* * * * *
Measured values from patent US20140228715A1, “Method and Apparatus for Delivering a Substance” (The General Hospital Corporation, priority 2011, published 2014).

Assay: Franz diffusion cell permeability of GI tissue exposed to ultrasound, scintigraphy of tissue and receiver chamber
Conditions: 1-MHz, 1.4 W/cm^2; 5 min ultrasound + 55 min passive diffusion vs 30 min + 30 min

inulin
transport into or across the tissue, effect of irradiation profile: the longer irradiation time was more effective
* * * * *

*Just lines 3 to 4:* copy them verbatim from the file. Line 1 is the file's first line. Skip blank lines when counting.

Conditions: 1-MHz, 1.4 W/cm^2; 5 min ultrasound + 55 min passive diffusion vs 30 min + 30 min

inulin